Manatees can also be viewed in a number of European zoos, such as the Tierpark in Berlin, the Nuremberg Zoo, in ZooParc de Beauval in France and in the Aquarium of Genoa in Italy. The River Safari at Singapore features seven of them.[38] They are also included in the plans for a new National Wildlife Conservation Park in Bristol, England, whose first exhibit is due to open in summer 2013[39] with the manatees as an addition as early as 2015.[40]


The manatee has been linked to folklore on mermaids. Native Americans ground the bones to treat asthma and earache. In West African folklore, they were considered sacred and thought to have been once human. Killing one was taboo and required penance.[41]


  1. ^ West Indian Manatee Facts and Pictures – National Geographic Kids. Retrieved on 2011-12-03.
  2. ^ "What's in a name? Manatees and Dugongs". Smithsonian National Zoological Park. 2000. Retrieved May 2010. 
  3. ^ Domning, D.P., 1994, Paleontology and evolution of sirenians: Status of knowledge and research needs, in Proceeding of the 1st International Manatee and Dugong Research Conference, Gainesville, Florida, 1–5)
  4. ^ Penny, Malcolm (2002). The Secret Life of Kangaroos. Austin TX: Raintree Steck-Vaughn.  
  5. ^ Shoshani, J., ed. (2000). Elephants: Majestic Creatures of the Wild. Checkmark Books.  
  6. ^ a b c d Best, Robin (1984). Macdonald, D., ed. The Encyclopedia of Mammals. New York: Facts on File. pp. 292–298.  
  7. ^ "The Florida Manatee (Trichechus manatus latirostrus).". The Amy H Remley Foundation. Retrieved August 15, 2013. 
  8. ^ Hautier, Lionel; Weisbecker, V; Sánchez-Villagra, M. R.; Goswami, A; Asher, R. J. (2010). "Skeletal development in sloths and the evolution of mammalian vertebral patterning". PNAS 107 (44): 18903–18908.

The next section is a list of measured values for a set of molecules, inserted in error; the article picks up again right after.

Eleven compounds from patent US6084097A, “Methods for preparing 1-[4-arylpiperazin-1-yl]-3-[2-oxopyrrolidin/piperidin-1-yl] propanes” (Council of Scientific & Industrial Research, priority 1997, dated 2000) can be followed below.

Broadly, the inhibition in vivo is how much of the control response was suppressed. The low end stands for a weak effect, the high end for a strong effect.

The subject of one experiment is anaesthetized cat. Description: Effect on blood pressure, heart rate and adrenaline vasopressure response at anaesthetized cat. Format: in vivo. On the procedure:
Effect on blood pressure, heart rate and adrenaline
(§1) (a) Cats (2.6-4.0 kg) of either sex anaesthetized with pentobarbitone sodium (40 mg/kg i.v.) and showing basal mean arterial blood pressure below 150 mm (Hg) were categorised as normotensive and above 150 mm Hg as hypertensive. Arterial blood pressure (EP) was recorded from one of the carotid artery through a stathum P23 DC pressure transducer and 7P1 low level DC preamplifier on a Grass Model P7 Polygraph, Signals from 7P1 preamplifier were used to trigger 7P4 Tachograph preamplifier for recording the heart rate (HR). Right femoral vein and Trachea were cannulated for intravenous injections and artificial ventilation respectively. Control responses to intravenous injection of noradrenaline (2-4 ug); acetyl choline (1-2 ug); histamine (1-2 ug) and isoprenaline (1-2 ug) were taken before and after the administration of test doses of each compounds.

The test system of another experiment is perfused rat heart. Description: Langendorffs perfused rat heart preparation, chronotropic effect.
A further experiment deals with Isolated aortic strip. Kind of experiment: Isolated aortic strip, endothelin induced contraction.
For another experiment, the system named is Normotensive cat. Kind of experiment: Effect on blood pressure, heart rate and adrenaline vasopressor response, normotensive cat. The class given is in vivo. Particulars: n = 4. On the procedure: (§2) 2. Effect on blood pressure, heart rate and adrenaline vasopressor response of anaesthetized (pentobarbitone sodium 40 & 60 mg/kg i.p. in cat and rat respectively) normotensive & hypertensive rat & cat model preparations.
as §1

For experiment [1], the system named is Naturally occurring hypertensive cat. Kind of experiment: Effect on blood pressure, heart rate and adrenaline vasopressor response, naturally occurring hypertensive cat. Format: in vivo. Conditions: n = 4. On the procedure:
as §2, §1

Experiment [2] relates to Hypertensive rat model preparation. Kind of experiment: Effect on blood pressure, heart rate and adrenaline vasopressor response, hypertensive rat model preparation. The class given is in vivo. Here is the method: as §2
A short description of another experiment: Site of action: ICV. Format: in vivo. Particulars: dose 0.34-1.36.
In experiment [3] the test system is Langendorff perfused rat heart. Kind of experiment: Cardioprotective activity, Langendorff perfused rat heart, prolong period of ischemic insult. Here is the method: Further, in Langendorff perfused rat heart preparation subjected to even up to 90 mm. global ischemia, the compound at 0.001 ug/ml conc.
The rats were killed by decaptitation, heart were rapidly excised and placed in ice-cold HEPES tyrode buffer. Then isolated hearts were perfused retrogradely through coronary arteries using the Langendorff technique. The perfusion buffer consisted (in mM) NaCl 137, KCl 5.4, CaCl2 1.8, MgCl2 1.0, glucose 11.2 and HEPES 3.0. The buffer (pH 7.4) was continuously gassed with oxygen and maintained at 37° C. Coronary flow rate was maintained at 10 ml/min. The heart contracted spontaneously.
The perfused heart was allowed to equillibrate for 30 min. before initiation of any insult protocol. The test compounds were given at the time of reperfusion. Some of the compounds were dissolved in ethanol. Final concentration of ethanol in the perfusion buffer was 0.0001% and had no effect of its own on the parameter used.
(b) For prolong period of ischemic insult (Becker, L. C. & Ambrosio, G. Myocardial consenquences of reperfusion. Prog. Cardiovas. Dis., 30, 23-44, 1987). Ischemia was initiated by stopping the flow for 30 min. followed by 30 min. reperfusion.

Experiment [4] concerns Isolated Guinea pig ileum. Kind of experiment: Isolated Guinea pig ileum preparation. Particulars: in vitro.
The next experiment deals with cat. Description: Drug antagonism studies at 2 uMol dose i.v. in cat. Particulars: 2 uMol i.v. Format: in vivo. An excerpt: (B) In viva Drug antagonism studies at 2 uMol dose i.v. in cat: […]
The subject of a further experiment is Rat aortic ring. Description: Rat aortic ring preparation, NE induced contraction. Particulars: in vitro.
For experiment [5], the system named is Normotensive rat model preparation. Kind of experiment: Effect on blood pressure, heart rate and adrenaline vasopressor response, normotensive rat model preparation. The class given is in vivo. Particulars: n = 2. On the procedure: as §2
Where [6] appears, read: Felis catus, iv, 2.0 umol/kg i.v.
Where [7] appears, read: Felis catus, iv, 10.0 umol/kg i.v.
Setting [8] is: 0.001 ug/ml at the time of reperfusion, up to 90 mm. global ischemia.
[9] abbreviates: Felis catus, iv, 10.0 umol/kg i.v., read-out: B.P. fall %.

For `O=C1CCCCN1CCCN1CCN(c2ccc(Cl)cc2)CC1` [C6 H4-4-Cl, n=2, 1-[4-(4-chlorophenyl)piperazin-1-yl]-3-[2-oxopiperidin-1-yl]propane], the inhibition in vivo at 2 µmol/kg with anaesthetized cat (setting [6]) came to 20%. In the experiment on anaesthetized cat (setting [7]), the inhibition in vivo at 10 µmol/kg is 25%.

9. ^ "Sticking Their Necks out for Evolution: Why Sloths and Manatees Have Unusually Long (or Short) Necks". May 6th 2011. Science Daily. Retrieved 25 July 2013. 
  10. ^ Frietson Galis (1999). "Why do almost all mammals have seven cervical vertebrae? Developmental constraints, Hox genes and Cancer". Journal of experimental zoology 285 (1): 19–26.  
  11. ^ Ningthoujam Sandhyarani. "Interesting Facts about Manatees (Sea Cows)". Retrieved 2011-06-28. 
  12. ^
  13. ^ Ambati, B. K.; Nozaki, M.; Singh, N.; Takeda, A.; Jani, P. D.; Suthar, T.; Albuquerque, R. J. C.; Richter, E.; Sakurai, E.; Newcomb, M. T.; Kleinman, M. E.; Caldwell, R. B.; Lin, Q.; Ogura, Y.; Orecchia, A.; Samuelson, D. A.; Agnew, D. W.; St Leger, J.; Green, W. R.; Mahasreshti, P. J.; Curiel, D. T.; Kwan, D.; Marsh, H.; Ikeda, S.; Leiper, L. J.; Collinson, J. M.; Bogdanovich, S.; Khurana, T. S.; Shibuya, M.; Baldwin, M. E. (2006). "Corneal avascularity is due to soluble VEGF receptor-1". Nature 443 (7114): 993–997.